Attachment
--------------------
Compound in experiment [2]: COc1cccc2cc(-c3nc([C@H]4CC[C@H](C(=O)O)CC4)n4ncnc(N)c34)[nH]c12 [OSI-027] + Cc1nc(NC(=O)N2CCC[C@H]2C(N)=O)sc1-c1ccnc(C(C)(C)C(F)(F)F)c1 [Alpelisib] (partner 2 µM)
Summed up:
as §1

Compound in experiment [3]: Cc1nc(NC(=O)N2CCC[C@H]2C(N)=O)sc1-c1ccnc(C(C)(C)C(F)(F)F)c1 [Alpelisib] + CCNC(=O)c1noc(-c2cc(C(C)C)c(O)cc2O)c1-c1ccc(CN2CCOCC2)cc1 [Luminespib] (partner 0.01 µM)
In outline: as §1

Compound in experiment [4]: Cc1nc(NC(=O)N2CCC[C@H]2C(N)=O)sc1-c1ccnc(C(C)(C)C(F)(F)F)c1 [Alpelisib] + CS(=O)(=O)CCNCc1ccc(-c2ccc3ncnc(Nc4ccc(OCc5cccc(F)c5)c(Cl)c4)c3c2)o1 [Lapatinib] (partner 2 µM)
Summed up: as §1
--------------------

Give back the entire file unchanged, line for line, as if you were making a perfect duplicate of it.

Compound in experiment [2]: COc1cccc2cc(-c3nc([C@H]4CC[C@H](C(=O)O)CC4)n4ncnc(N)c34)[nH]c12 [OSI-027] + Cc1nc(NC(=O)N2CCC[C@H]2C(N)=O)sc1-c1ccnc(C(C)(C)C(F)(F)F)c1 [Alpelisib] (partner 2 µM)
Summed up:
as §1

Compound in experiment [3]: Cc1nc(NC(=O)N2CCC[C@H]2C(N)=O)sc1-c1ccnc(C(C)(C)C(F)(F)F)c1 [Alpelisib] + CCNC(=O)c1noc(-c2cc(C(C)C)c(O)cc2O)c1-c1ccc(CN2CCOCC2)cc1 [Luminespib] (partner 0.01 µM)
In outline: as §1

Compound in experiment [4]: Cc1nc(NC(=O)N2CCC[C@H]2C(N)=O)sc1-c1ccnc(C(C)(C)C(F)(F)F)c1 [Alpelisib] + CS(=O)(=O)CCNCc1ccc(-c2ccc3ncnc(Nc4ccc(OCc5cccc(F)c5)c(Cl)c4)c3c2)o1 [Lapatinib] (partner 2 µM)
Summed up: as §1